Children are frequently exposed to contagious microorganisms which can cause a sore throat. What do you do if your child’s throat is sore? South Valley Ear Nose & Throat physicians weigh in on this topic:
Garner B. Meads, Jr., MD
Sore throats can be very uncomfortable for kids. Although it’s tempting, it’s best not to go to the doctor’s office immediately. Most often the sore throat is a viral infection and is not treatable with antibiotics. Make your child comfortable and watch him or her for a few days. If a high fever is present or it’s very obvious it’s not a viral cold (glands are painful, white puss in the back of the throat), an appointment with a physician is very appropriate.
Brian Peterson, MD
At the office we’ll do a thorough examination of your child to help determine the cause of the sore throat. If not diagnosed and treated promptly, a potential bacterials infection can spread and become a bigger problem. Although rare, bacteria can move to other parts of the body to cause bigger issues like scarlet fever, kidney inflammation, and rheumatic fever.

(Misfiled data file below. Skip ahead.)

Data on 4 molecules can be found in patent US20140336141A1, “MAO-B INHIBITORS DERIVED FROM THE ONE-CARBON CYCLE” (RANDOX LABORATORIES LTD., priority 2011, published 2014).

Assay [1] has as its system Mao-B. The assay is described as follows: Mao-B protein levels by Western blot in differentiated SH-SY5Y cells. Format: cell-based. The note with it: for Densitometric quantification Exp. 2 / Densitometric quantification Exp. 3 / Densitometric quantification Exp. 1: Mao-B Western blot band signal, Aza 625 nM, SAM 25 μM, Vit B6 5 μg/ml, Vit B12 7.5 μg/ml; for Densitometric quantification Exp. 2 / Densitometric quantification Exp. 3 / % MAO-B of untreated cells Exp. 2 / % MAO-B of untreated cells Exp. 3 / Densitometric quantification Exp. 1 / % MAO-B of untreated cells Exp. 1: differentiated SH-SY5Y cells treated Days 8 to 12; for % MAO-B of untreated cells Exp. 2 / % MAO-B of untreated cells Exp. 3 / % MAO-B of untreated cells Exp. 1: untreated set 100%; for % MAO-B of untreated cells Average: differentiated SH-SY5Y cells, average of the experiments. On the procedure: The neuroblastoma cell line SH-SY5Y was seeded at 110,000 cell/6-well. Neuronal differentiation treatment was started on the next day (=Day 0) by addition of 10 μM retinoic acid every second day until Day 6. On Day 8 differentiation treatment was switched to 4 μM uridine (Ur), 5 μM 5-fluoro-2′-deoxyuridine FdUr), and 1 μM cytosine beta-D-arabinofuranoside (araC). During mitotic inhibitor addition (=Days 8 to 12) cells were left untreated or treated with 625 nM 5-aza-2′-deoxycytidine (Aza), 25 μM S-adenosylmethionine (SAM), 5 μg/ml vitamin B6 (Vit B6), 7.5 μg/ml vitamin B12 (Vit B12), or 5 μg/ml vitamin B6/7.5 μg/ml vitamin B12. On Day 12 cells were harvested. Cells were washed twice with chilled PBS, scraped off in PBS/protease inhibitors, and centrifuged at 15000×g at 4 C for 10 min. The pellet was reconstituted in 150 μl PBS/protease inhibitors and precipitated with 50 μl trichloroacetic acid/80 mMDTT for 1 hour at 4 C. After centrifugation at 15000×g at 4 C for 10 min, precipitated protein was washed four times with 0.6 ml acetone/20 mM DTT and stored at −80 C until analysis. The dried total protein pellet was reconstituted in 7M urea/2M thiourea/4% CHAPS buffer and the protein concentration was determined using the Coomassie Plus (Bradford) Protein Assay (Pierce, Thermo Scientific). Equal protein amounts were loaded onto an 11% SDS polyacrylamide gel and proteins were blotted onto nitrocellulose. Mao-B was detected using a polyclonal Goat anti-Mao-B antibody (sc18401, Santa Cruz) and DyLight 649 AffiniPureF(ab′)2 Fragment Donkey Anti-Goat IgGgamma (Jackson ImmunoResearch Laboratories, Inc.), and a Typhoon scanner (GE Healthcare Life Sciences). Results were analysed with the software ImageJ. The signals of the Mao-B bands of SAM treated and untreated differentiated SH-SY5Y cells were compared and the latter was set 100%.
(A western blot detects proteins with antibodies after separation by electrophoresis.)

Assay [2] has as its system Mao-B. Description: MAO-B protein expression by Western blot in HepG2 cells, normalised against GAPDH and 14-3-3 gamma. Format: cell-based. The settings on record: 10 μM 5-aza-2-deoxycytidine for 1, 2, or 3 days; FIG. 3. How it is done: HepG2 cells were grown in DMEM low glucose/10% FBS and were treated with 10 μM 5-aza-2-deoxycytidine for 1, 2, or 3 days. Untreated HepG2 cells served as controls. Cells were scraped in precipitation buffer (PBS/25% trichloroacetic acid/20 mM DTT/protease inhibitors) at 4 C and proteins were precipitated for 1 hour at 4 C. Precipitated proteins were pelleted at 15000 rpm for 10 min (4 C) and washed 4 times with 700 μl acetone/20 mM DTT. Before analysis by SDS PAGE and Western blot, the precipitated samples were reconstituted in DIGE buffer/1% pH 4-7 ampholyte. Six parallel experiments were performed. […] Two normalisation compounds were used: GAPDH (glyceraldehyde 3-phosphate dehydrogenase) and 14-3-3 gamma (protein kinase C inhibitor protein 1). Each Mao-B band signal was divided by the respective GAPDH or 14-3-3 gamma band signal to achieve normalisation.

Ryan Gilbert, MD
If we suspect the sore throat is caused by a bacteria, we can perform a very simple throat culture to determine if it’s strep throat. The first is a ‘rapid’ test which gives us a quick idea of the cause. We can also elect to send the swabbed bacteria for a throat culture. This takes a little longer but is very accurate if we are dealing with strep throat.
Peter Anderson, MD
If the sore throat is viral, we recommend to make your child as comfortable as possible and wait it out. Usually a viral infection goes away in a few days. During this time, make sure your child has a humidifier close by–moist, cool air helps the throat from becoming too dry. Push as much liquid as possible. Also, a bit of hot honey and lemon tea will help soothe the painful symptoms. If your child’s pain is too great, give them a children’s dose of Ibuprofen (like Advil) and/or Acetaminophen (like Tylenol).